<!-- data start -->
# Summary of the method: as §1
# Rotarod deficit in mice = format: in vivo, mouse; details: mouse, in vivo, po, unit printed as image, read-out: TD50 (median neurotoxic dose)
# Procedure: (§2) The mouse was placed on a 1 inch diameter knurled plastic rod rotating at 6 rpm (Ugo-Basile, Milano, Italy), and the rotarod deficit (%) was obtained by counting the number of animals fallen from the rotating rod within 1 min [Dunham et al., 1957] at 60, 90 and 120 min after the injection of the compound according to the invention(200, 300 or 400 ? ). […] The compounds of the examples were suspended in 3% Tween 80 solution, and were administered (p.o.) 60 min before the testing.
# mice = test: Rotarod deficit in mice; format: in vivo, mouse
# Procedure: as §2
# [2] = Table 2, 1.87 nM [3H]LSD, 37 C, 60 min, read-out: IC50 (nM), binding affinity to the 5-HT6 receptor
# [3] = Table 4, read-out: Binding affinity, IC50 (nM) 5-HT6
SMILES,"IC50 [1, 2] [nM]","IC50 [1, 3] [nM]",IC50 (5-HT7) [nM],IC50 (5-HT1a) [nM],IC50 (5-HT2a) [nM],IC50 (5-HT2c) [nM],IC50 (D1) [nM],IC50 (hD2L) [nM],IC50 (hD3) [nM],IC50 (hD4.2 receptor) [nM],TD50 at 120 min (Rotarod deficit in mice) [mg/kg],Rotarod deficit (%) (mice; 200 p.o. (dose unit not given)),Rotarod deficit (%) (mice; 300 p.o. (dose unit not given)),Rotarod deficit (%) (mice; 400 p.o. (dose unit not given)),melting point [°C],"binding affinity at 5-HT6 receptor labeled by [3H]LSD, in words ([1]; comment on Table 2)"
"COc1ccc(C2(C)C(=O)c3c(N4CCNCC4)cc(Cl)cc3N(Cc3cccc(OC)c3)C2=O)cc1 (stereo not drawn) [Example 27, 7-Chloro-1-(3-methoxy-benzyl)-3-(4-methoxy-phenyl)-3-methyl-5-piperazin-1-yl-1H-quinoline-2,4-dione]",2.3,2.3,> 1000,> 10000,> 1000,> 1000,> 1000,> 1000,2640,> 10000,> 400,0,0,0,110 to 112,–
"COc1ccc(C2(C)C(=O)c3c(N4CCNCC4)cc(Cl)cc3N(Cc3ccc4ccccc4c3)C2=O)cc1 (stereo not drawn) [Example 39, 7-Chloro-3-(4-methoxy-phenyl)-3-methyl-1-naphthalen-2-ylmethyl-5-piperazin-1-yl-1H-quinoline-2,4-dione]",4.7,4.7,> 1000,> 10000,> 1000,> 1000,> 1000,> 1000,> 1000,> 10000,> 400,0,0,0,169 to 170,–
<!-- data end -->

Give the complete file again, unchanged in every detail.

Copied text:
# Summary of the method: as §1
# Rotarod deficit in mice = format: in vivo, mouse; details: mouse, in vivo, po, unit printed as image, read-out: TD50 (median neurotoxic dose)
# Procedure: (§2) The mouse was placed on a 1 inch diameter knurled plastic rod rotating at 6 rpm (Ugo-Basile, Milano, Italy), and the rotarod deficit (%) was obtained by counting the number of animals fallen from the rotating rod within 1 min [Dunham et al., 1957] at 60, 90 and 120 min after the injection of the compound according to the invention(200, 300 or 400 ? ). […] The compounds of the examples were suspended in 3% Tween 80 solution, and were administered (p.o.) 60 min before the testing.
# mice = test: Rotarod deficit in mice; format: in vivo, mouse
# Procedure: as §2
# [2] = Table 2, 1.87 nM [3H]LSD, 37 C, 60 min, read-out: IC50 (nM), binding affinity to the 5-HT6 receptor
# [3] = Table 4, read-out: Binding affinity, IC50 (nM) 5-HT6
SMILES,"IC50 [1, 2] [nM]","IC50 [1, 3] [nM]",IC50 (5-HT7) [nM],IC50 (5-HT1a) [nM],IC50 (5-HT2a) [nM],IC50 (5-HT2c) [nM],IC50 (D1) [nM],IC50 (hD2L) [nM],IC50 (hD3) [nM],IC50 (hD4.2 receptor) [nM],TD50 at 120 min (Rotarod deficit in mice) [mg/kg],Rotarod deficit (%) (mice; 200 p.o. (dose unit not given)),Rotarod deficit (%) (mice; 300 p.o. (dose unit not given)),Rotarod deficit (%) (mice; 400 p.o. (dose unit not given)),melting point [°C],"binding affinity at 5-HT6 receptor labeled by [3H]LSD, in words ([1]; comment on Table 2)"
"COc1ccc(C2(C)C(=O)c3c(N4CCNCC4)cc(Cl)cc3N(Cc3cccc(OC)c3)C2=O)cc1 (stereo not drawn) [Example 27, 7-Chloro-1-(3-methoxy-benzyl)-3-(4-methoxy-phenyl)-3-methyl-5-piperazin-1-yl-1H-quinoline-2,4-dione]",2.3,2.3,> 1000,> 10000,> 1000,> 1000,> 1000,> 1000,2640,> 10000,> 400,0,0,0,110 to 112,–
"COc1ccc(C2(C)C(=O)c3c(N4CCNCC4)cc(Cl)cc3N(Cc3ccc4ccccc4c3)C2=O)cc1 (stereo not drawn) [Example 39, 7-Chloro-3-(4-methoxy-phenyl)-3-methyl-1-naphthalen-2-ylmethyl-5-piperazin-1-yl-1H-quinoline-2,4-dione]",4.7,4.7,> 1000,> 10000,> 1000,> 1000,> 1000,> 1000,> 1000,> 10000,> 400,0,0,0,169 to 170,–